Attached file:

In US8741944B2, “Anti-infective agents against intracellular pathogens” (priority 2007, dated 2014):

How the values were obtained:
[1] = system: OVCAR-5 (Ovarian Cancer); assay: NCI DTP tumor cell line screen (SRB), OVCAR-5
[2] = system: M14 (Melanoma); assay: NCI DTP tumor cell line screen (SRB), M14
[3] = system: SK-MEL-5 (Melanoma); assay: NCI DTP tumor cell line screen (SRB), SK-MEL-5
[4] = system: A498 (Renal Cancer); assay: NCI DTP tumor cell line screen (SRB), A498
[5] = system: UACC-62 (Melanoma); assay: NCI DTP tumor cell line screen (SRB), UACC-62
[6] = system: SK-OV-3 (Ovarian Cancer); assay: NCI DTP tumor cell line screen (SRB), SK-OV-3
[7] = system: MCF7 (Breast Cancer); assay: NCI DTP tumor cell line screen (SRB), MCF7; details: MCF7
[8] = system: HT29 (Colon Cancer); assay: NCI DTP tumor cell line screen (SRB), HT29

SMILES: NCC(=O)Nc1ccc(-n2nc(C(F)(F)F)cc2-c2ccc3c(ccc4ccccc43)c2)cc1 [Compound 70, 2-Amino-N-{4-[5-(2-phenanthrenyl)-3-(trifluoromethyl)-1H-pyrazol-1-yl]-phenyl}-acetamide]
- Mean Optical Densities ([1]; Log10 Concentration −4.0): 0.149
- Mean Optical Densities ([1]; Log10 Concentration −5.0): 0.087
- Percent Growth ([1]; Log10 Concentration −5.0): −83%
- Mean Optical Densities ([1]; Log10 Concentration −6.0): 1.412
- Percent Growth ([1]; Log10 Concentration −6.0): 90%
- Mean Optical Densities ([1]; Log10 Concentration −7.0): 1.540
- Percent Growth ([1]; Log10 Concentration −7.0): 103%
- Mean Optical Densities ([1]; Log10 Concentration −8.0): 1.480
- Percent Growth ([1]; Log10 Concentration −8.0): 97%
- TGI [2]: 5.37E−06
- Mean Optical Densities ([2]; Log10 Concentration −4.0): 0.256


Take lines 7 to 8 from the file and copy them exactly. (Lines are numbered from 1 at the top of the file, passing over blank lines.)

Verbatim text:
[5] = system: UACC-62 (Melanoma); assay: NCI DTP tumor cell line screen (SRB), UACC-62
[6] = system: SK-OV-3 (Ovarian Cancer); assay: NCI DTP tumor cell line screen (SRB), SK-OV-3